The Fort Smith Parks Commission discussed several topics at its two-hour October meeting, including River Valley Sports Complex funds, potential Parrot Island Waterpark expansion and the new Riverfront Skate and Bike Park.
While the commission went through the upcoming Parks and Recreation Capital Improvement Plan, Parks Department Director Doug Reinert made mention of the funds listed for the RVSC. Reinert told the commission while there is an estimated $201,000 listed on the plan for the complex, it is not any more money.
“There’s not additional funds set aside,” Reinert said. “We still have the original $1.6 million that was allocated, and the money that was left over is still sitting there and still in the CIP.”
This means, because the project remains incomplete and the city spent $1.28 million, there are remaining funds. Reinert said the money should go toward the legal fees the city incurs through the ongoing litigation process.
Fort Smith’s Board of Directors approved at its Tuesday study session placing a resolution on the Oct. 16 agenda that would allow it to appeal the verdict in the River Valley Sports Complex lawsuit.
Parrot Island Waterpark changes
Deputy Administrator Jeff Dingman noted there has been $650,000 set aside for changes and expansion at Parrot Island Waterpark. He said Sebastian County will match that amount and the park has $200,000 in its own expansion fund to bring the total amount for improvements at the park to $1.5 million.
Plans include the changing the yellow slide, currently a straight plunge slide, into one where users slide down on an intertube due to some safety and comfort issues for visitors. Dingman said slide designers are trying to work around the current slide tower.
Dingman said there is also a proposal to add a “Flowrider” surf simulator to the park. This will allow two people at a time to use boogie boards or surf boards to try “surfing.”
“It’s the type of attraction that is recommended by American Resort Management that they say they see huge popularity in their facilities that have these things,” Dingman said. “It expands the draw of the park. People seek those things out and travel to go use them.”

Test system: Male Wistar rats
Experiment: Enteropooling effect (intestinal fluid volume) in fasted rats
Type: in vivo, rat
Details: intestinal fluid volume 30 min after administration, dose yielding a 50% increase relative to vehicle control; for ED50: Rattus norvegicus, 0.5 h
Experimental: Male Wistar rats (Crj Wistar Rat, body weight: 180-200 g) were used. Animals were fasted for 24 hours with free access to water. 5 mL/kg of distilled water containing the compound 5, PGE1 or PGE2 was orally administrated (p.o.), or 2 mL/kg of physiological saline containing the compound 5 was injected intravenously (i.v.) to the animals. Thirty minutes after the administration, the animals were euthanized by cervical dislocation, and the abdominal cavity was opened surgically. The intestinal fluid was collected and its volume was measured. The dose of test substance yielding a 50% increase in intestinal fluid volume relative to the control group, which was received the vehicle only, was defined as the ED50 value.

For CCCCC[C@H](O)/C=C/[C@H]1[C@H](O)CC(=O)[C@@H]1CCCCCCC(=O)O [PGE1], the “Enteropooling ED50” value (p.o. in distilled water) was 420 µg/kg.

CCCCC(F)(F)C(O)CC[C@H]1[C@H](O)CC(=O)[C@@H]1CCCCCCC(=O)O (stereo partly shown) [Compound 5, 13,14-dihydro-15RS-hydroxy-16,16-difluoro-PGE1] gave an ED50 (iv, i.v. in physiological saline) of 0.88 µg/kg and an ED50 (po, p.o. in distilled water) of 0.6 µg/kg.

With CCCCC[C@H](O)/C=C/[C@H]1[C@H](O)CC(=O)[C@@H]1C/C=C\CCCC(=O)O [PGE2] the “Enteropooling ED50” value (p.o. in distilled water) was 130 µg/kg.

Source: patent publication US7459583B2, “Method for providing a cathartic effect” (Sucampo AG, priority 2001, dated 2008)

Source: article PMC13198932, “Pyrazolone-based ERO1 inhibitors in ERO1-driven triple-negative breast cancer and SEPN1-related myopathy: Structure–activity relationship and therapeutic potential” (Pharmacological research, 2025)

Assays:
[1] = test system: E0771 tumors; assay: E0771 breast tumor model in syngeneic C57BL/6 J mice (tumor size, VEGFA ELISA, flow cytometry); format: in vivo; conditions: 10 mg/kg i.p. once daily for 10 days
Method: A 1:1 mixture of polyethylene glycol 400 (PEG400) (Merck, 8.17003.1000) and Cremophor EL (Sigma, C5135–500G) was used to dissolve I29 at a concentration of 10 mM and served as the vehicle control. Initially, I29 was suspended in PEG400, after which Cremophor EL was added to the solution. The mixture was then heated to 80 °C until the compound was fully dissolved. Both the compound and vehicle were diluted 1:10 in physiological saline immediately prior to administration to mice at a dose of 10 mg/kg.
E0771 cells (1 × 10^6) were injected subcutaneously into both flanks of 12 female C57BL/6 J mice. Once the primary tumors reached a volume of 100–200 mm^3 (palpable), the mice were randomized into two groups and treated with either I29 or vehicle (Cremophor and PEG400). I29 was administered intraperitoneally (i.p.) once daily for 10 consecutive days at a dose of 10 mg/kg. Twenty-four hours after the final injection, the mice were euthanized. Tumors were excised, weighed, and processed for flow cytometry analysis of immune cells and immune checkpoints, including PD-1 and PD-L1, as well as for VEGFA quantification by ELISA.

The goal would be to get the slide changed and Flowrider installed by next season and within the $1.5 million budget, Dingman said.
Chairman Casey Millspaugh said he likes the idea of expanding the park if there is quantifiable growth but wants to speak with members of the community before the commission votes to recommend the money actually be used for Parrot Island, rather than being reallocated for other needs.
“I can see the conversation on Facebook forums, ‘Ok, we’re throwing new money after something that we built that’s been ineffective,’” Millspaugh said. “I can see that conversation playing out. I don’t think that’s going to be an easy sell.”
The commission will hold a special meeting next Wednesday at noon to discuss the potential expansion before making its recommendations. There will be a combined meeting with the city directors and Sebastian County Quorum Court Oct. 18 to discuss the waterpark, its proposed 2019 budget and expansion.
Ashtrays at the new skate and bike park
Former commission chairman and main engineer for the Riverfront Skate and Bike Park said all Fort Smith parks are considered non-smoking facilities. There have been issues since the park’s soft opening two weeks ago, however, and ashtrays have been placed at the park.
Aldridge said it’s better for people to dispose of their cigarettes in ashtrays than to throw them on the ground and litter.
“That’s the reason those ashtrays are there,” Aldridge said. “I’ve had people comment like you would not believe, ‘Let’s get police officers down here to write tickets. That’ll take care of it.’”
He noted there are other things the police department needs to take care of, and that smoking is not being encouraged, rather littering is being discouraged. Aldridge asked the commission to help those overseeing the park to help make sure people understand the reasoning behind the decision to place ashtrays there and that “common sense should rule the day.”
“Don’t complain about the trash, we’re trying to get it picked up,” Aldridge said. “Bend over and pick up a water bottle and throw it in the trash for us. That would really help. We appreciate that way more than we do the complaints.”